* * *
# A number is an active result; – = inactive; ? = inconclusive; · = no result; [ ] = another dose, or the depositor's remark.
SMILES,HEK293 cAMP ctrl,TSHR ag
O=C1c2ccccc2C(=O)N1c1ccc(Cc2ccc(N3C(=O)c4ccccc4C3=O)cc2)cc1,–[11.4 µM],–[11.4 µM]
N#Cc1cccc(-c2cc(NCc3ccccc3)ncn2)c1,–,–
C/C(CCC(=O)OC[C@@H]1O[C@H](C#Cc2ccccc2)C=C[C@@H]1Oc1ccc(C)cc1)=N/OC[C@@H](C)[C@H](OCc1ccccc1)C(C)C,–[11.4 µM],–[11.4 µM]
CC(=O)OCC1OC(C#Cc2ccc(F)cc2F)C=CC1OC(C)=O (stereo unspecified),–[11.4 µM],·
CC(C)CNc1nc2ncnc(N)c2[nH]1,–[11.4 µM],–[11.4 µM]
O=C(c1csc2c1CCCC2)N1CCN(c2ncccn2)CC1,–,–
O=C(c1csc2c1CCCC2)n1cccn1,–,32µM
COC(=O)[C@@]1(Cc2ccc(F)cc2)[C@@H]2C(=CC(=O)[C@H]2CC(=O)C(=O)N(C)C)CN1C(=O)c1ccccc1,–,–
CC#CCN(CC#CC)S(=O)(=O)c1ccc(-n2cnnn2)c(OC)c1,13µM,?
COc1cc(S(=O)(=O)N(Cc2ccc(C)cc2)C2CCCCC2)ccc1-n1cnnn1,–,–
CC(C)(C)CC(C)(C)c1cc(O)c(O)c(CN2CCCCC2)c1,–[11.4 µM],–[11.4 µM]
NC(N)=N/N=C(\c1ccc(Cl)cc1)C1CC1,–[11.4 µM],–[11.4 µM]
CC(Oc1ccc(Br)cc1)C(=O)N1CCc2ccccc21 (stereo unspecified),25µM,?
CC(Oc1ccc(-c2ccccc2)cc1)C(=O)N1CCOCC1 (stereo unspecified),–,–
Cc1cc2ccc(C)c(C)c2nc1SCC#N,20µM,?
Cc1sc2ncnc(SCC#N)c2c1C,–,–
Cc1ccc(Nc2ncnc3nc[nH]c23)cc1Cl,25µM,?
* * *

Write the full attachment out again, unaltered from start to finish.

# A number is an active result; – = inactive; ? = inconclusive; · = no result; [ ] = another dose, or the depositor's remark.
SMILES,HEK293 cAMP ctrl,TSHR ag
O=C1c2ccccc2C(=O)N1c1ccc(Cc2ccc(N3C(=O)c4ccccc4C3=O)cc2)cc1,–[11.4 µM],–[11.4 µM]
N#Cc1cccc(-c2cc(NCc3ccccc3)ncn2)c1,–,–
C/C(CCC(=O)OC[C@@H]1O[C@H](C#Cc2ccccc2)C=C[C@@H]1Oc1ccc(C)cc1)=N/OC[C@@H](C)[C@H](OCc1ccccc1)C(C)C,–[11.4 µM],–[11.4 µM]
CC(=O)OCC1OC(C#Cc2ccc(F)cc2F)C=CC1OC(C)=O (stereo unspecified),–[11.4 µM],·
CC(C)CNc1nc2ncnc(N)c2[nH]1,–[11.4 µM],–[11.4 µM]
O=C(c1csc2c1CCCC2)N1CCN(c2ncccn2)CC1,–,–
O=C(c1csc2c1CCCC2)n1cccn1,–,32µM
COC(=O)[C@@]1(Cc2ccc(F)cc2)[C@@H]2C(=CC(=O)[C@H]2CC(=O)C(=O)N(C)C)CN1C(=O)c1ccccc1,–,–
CC#CCN(CC#CC)S(=O)(=O)c1ccc(-n2cnnn2)c(OC)c1,13µM,?
COc1cc(S(=O)(=O)N(Cc2ccc(C)cc2)C2CCCCC2)ccc1-n1cnnn1,–,–
CC(C)(C)CC(C)(C)c1cc(O)c(O)c(CN2CCCCC2)c1,–[11.4 µM],–[11.4 µM]
NC(N)=N/N=C(\c1ccc(Cl)cc1)C1CC1,–[11.4 µM],–[11.4 µM]
CC(Oc1ccc(Br)cc1)C(=O)N1CCc2ccccc21 (stereo unspecified),25µM,?
CC(Oc1ccc(-c2ccccc2)cc1)C(=O)N1CCOCC1 (stereo unspecified),–,–
Cc1cc2ccc(C)c(C)c2nc1SCC#N,20µM,?
Cc1sc2ncnc(SCC#N)c2c1C,–,–
Cc1ccc(Nc2ncnc3nc[nH]c23)cc1Cl,25µM,?